Thursday, November 12, 2020
In pertinent part, New Mexico's spousal communications privilege states that
A person has a privilege to refuse to disclose , or to prevent another from disclosing, a confidential communication by the person to that person's spouse while they were married.
In the appeal of David Gutierrez II of his murder conviction, the Supreme Court of New Mexico initially abolished this spousal communications privilege. But then, it had second thoughts.
In State v. Gutierrez, 2020 WL 6538330 (N.M. 2020), ordered that
With this order we hereby retract the ruling in the original majority opinion that abolished the spousal communications privilege contained in Rule 11-505....The spousal communications privilege contained in Rule 11-505 is hereby reinstated for all cases pending or filed as of the date of our order granting rehearing in this case, June 26, 2020....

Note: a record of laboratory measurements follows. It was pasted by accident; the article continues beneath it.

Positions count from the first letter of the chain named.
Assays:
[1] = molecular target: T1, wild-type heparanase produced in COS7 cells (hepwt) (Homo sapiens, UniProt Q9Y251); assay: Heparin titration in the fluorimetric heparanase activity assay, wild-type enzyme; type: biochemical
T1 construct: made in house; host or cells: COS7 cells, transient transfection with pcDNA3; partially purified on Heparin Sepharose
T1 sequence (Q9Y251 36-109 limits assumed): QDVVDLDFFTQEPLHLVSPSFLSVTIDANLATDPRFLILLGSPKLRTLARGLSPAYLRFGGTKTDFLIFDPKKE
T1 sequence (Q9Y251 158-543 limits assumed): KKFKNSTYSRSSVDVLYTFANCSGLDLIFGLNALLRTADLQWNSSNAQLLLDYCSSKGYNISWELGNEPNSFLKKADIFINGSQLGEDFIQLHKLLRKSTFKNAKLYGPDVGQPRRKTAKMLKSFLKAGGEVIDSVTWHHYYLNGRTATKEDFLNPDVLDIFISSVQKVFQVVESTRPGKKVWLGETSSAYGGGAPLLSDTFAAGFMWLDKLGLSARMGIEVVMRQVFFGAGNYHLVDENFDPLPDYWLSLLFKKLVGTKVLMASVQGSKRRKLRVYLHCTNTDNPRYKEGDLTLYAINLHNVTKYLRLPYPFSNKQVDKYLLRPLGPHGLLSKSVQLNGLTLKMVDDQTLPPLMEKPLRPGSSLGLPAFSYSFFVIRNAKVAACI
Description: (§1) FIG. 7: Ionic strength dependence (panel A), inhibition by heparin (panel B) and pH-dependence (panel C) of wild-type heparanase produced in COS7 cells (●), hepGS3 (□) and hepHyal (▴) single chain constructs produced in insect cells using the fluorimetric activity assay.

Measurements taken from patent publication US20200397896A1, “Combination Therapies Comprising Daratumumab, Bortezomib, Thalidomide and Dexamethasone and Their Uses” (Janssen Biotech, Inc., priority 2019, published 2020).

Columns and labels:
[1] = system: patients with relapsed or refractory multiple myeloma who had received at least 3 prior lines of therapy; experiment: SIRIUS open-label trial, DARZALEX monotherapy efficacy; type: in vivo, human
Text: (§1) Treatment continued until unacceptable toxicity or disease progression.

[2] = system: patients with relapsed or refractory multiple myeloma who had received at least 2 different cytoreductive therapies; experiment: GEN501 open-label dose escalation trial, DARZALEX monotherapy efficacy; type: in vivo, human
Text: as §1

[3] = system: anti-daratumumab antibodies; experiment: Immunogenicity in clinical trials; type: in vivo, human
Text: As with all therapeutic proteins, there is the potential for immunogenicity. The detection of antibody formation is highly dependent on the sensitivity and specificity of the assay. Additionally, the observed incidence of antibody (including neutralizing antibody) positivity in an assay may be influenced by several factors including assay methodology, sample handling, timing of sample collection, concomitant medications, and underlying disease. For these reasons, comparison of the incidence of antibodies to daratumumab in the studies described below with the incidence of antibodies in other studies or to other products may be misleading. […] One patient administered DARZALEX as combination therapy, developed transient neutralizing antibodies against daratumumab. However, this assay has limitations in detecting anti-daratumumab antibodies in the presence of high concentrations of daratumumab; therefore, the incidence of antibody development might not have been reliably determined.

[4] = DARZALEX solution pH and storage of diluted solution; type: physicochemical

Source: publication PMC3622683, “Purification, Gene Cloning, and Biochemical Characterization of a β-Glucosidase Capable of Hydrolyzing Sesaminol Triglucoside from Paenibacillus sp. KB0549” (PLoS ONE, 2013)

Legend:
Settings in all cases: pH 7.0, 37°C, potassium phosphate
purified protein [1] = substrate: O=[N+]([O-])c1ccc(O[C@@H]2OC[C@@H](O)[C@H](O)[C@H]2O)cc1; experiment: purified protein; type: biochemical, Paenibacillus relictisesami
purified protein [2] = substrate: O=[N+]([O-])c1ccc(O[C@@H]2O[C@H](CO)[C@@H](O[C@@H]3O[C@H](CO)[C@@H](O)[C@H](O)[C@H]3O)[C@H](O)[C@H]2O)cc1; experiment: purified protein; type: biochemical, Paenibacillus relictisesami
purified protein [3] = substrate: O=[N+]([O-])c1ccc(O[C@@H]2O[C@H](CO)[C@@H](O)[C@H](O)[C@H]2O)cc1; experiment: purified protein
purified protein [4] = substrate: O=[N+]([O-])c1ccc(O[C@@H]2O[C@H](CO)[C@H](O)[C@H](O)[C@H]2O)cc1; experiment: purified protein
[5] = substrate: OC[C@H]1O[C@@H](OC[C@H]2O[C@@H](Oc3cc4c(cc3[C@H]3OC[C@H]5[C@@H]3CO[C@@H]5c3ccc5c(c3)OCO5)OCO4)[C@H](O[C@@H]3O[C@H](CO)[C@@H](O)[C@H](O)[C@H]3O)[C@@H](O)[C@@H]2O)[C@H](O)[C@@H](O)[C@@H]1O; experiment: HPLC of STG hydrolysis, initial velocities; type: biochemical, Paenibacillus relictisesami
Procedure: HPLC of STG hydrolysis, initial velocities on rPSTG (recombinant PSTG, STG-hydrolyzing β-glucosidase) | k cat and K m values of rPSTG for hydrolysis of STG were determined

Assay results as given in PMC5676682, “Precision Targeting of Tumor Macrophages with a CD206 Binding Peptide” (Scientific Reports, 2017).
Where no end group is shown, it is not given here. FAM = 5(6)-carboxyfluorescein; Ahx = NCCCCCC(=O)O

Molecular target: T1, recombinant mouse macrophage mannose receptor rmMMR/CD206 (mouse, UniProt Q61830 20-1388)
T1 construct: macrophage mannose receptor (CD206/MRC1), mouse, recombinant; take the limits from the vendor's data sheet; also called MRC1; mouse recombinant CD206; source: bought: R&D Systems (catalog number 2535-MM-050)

We determine that whether the spousal communications privilege contained in Rule 11-505 should be modified or abolished in New Mexico should be the subject of comprehensive study and robust public discussion. Accordingly, we refer to the Rules of Evidence Committee the matter of whether Rule 11-505 should be amended or abolished or should remain unchanged, and we ask the committee to submit its recommendation to this Court pursuant to Rules 23-106 and -106.1 NMRA....In conducting the review of this matter, we further instruct the Rules of Evidence Committee to consider the views and reasoning expressed by the Justices in the original majority opinion...as well as the partial concurring and dissenting opinions....